eCommerce merchants who are not looking beyond the domestic market are missing a tremendous opportunity.
LOS ANGELES, CA (PRWEB) January 23, 2017
Online shopping has become a mainstay for consumers. In 2016, ecommerce spending reached over $22 trillion.1 By 2025, an additional 1.8 billion consumers will enter the market, spending an estimated $30 trillion.2 Moreover, online purchases are not solely relegated to holiday shopping any more—people are turning to sites such as Amazon Prime to purchase everyday items for their closets and pantries.3
Because the internet is a borderless world, international ecommerce is expected to grow significantly in the coming years. In fact, just 40 percent of ecommerce sales in the United States were domestic in 2016.1 By 2018, the number of cross-border shoppers is predicted to grow by 50 percent.3
“eCommerce merchants who are not looking beyond the domestic market are missing a tremendous opportunity,” said Cleveland Brown, CEO of leading global payment processing provider Payscout, Inc. “Consumers are looking for the best deals and products online—regardless of where in the world that search takes them.”
According to Brown, flexibility, research and top-notch security will improve a business’ chances of successfully migrating to a global business model. The following are some areas to consider when laying the groundwork for a global expansion plan:
1. Research new markets thoroughly. What countries—and, more specifically, what demographic—currently buy your type of product? Is there an unmet demand in your product area? What kind of culture does this new market have (e.g. gift-giving holidays, cultural taboos, etc.)? Cultural empathy is key. What language does the market prefer to use and, if necessary, can you translate your site to accommodate?
2. Determine what must be customized to the local market. Different cultures are comfortable with different currencies and even different payment methods. For example, 46 percent of Germans prefer to pay by online bank transfers, while in some parts of the world, cash on delivery is the standard.2,3
3. Test a new marketplace first. It may be a good idea to start with a small investment to test the demand for your product. Major marketplace sites, such as Alibaba, Amazon or eBay, can provide a virtual storefront with little upfront investment. Once you determine what the level of demand is, you can scale up or down to accommodate.
Consumers across the globe expect a highly secure shopping environment and the ability to access it on their mobile devices.4 For four years running, respondents to the annual KEY BUSINESS DRIVERS AND OPPORTUNITIES IN CROSS-BORDER ECOMMERCE survey have named mobile commerce as the biggest international ecommerce trend.4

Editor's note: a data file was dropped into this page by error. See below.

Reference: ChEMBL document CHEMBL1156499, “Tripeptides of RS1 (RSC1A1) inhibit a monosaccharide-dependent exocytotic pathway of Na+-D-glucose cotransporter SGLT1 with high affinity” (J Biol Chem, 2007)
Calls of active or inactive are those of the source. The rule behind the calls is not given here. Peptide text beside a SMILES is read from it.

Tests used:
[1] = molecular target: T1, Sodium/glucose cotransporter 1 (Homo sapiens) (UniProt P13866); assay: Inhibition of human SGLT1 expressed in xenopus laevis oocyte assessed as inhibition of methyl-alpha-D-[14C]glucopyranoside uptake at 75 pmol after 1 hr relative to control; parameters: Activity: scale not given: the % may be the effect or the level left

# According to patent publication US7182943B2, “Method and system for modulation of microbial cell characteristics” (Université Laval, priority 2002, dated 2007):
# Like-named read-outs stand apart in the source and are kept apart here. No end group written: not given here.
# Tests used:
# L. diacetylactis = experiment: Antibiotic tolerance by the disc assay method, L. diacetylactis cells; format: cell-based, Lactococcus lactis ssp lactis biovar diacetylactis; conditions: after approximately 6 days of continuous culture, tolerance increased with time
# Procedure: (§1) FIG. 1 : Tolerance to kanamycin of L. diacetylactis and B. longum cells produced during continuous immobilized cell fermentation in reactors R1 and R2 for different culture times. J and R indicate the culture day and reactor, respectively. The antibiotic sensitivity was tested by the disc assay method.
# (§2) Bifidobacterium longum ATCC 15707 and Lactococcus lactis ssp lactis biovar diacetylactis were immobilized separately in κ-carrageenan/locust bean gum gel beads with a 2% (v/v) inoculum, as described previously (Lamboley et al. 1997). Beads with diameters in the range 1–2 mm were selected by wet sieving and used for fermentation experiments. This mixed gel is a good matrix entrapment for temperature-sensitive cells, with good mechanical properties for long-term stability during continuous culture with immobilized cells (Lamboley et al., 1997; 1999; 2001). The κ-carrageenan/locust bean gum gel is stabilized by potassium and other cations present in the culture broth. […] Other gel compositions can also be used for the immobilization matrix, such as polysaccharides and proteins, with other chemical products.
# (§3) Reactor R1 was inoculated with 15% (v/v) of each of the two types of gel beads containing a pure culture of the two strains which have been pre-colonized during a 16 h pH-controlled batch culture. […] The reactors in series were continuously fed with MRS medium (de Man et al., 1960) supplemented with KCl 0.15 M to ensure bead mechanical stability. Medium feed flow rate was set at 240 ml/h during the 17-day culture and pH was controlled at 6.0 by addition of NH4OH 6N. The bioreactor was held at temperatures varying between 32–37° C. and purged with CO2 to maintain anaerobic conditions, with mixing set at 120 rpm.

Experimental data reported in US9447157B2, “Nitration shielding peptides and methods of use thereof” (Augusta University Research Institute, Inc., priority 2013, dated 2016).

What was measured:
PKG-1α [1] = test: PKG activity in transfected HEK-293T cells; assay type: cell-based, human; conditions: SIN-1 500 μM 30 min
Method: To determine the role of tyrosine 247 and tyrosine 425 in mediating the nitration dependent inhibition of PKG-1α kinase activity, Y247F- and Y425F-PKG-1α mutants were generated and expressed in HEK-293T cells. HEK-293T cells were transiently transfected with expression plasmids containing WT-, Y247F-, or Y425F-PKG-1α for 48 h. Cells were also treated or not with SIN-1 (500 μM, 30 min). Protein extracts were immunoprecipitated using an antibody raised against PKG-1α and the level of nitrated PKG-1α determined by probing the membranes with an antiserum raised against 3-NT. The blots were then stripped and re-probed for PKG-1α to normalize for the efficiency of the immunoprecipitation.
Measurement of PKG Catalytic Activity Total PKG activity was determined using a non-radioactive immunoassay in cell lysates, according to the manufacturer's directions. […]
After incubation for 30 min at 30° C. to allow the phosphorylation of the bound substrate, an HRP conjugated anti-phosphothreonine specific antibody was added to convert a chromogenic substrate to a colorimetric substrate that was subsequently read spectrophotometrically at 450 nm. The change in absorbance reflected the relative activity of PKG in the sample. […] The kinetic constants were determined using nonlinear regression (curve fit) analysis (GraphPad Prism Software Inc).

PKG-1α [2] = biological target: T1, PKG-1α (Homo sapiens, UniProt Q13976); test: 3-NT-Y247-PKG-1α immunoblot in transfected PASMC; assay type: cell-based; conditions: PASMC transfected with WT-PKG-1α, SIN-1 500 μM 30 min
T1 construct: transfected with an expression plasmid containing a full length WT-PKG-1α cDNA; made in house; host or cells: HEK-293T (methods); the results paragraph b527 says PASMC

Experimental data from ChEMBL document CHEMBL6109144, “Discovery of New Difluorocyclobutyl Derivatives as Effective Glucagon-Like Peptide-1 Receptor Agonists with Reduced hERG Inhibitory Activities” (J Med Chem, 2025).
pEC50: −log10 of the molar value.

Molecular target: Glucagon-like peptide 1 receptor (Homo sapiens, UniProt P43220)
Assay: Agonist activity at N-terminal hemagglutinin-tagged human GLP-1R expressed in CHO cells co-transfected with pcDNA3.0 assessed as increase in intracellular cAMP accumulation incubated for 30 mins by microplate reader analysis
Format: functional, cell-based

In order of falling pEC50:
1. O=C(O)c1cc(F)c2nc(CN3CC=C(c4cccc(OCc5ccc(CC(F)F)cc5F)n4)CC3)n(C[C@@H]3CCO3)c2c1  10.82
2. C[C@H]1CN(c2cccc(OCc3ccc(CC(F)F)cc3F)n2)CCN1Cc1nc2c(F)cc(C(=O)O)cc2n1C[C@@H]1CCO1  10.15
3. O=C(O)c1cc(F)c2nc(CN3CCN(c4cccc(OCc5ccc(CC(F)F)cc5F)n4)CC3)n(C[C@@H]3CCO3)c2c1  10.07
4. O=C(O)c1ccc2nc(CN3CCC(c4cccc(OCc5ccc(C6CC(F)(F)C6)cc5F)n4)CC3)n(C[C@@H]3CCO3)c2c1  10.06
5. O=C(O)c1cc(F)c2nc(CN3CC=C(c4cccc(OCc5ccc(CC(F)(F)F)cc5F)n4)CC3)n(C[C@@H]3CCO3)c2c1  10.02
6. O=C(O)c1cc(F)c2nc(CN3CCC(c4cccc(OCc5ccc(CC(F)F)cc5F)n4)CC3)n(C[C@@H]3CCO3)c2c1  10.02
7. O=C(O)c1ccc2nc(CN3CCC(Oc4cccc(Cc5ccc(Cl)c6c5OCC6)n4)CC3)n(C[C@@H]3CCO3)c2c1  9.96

“Most shoppers will purchase from an ecommerce site if they believe their payment information will be handled securely,” added Brown. “When choosing a payment processing provider, ecommerce businesses should look for companies that can provide security and flexibility across multiple platforms.” He explained that a payment provider should be able to seamlessly operate across borders by providing access to local funding methods, and additionally, they should be compliant with security standards such as PCI.
About Payscout, Inc.:
“Payscout Supports the Entrepreneurial Dream One Transaction at a Time.”
Payscout is a global payment processing provider covering six continents by connecting merchants and consumers via credit, debit, ATM and alternative payment networks. What differentiates Payscout is its mission “to support the entrepreneurial dream one transaction at a time.” Payscout achieves this by being a thought leader in the payments industry. Its “Go Global Now” technology platform gives merchants instant access to 100+ countries, billions of consumers and trillions of dollars. Payscout offers payment processing solutions for brick-and-mortar and ecommerce transactions, and has earned acclaim as a new-generation provider of merchant banking services, specializing in online/ecommerce retailers with a predominant proportion of card-not-present (CNP) transactions; it is one of the few providers to deliver a true global payment solution that encompasses all merchant risk verticals. Customers can access Payscout’s credit card processing services via a state-of-the-art, web-based user portal and through direct interactions with highly-trained experts. In addition to supporting thousands of clients across a multitude of industries and all 50 U.S. states, Payscout maintains global partnerships with VISA USA, Bank of America Merchant Services, VISA Europe, VISA Latin America, VISA Asia Pacific, MasterCard Worldwide, China Union Pay, Deutsche Bank, First Data and Payscout Brazil. Payscout was recognized as one of America’s fastest-growing privately-held companies in 2014, 2015 and 2016, ranking #2,416 in 2014, #434 in 2015 and #383 in 2016 on Inc. Magazine’s Inc. 500/5000 list. Within the financial services industry, Payscout placed #140 in 2014 and #24 in 2015. For more information, visit http://www.payscout.com.
1. Padia, Keval. “6 Trends to Dominate Ecommerce in 2017.” BrainSINS—Smart ecommerce. N.p., 03 Jan. 2017. Web. 10 Jan. 2017.
2. Jones, Chase. “International Ecommerce: 3 Steps to Global Expansion.” Big Commerce. N.p., 16 Nov. 2016. Web. 10 Jan. 2017.
3. Labrien, Dianna. “How To Expand Your Ecommerce Venture Internationally.” Tech.co. N.p., 13 Dec. 2016. Web. 10 Jan. 2017.
4. “Global Uncertainty Weighs on Cross-Border E-Commerce: Report.” CardNotPresent.com. N.p., 20 Dec. 2016. Web. 10 Jan. 2017.